Imports at the nation’s largest retail container ports should remain at near-record levels in October, but could see a slight dip from last year’s unusually high numbers as congestion slows the movement of backed-up cargo, according to the monthly Global Port Tracker report released by the National Retail Federation and Hackett Associates.
“The cargo is there for larger gains at several ports, but congestion issues are impacting fluid operations,” says NRF VP for supply chain and customs policy Jonathan Gold. “Ships will eventually get unloaded, but the pressure is on for everyone to work together to get the containers out as quickly as possible. Retailers are doing whatever it takes to make sure shelves are well-stocked for the holidays, from bringing in merchandise earlier to chartering their own ships. Consumers should be able to find what they need, but it’s always safer to shop early than wait until the last minute.”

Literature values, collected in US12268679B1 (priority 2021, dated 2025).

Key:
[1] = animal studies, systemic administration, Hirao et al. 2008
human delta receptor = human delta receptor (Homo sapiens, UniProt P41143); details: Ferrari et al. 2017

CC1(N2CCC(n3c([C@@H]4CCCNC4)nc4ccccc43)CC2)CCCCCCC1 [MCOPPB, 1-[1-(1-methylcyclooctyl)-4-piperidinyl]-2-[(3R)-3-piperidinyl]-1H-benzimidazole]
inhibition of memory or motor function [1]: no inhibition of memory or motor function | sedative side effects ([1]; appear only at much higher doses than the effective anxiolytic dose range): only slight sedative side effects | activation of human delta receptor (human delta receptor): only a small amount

“Just when we thought things couldn’t get any worse with the logistics supply chain, we’ve been proven wrong,” says Hackett Associates founder Ben Hackett. “From power outages and port shutdowns in Asia to backed-up ships and shortages of truck drivers in the United States, there are few positive signs that the movement of consumer goods or the supply of inputs needed for industrial production is getting better.”
- Close to 75 ships were waiting at anchor to enter the Ports of Los Angeles and Long Beach recently, up from around 25 a month earlier, and backups are spreading to East Coast ports as well.
- October is forecast at 2.21 million TEU, down 0.3% from the same time last year, when imports surged dramatically as the economy reopened.
- November is forecast at 2.16 million TEU, which would be up 2.9% year-over-year, and December is forecast at 2.1 million TEU, down 0.2%. January 2022 is forecast at 2.17 million TEU, up 5.7% from January 2021, and February 2022 is forecast at 1.9 million TEU, up 1.4% year-over-year.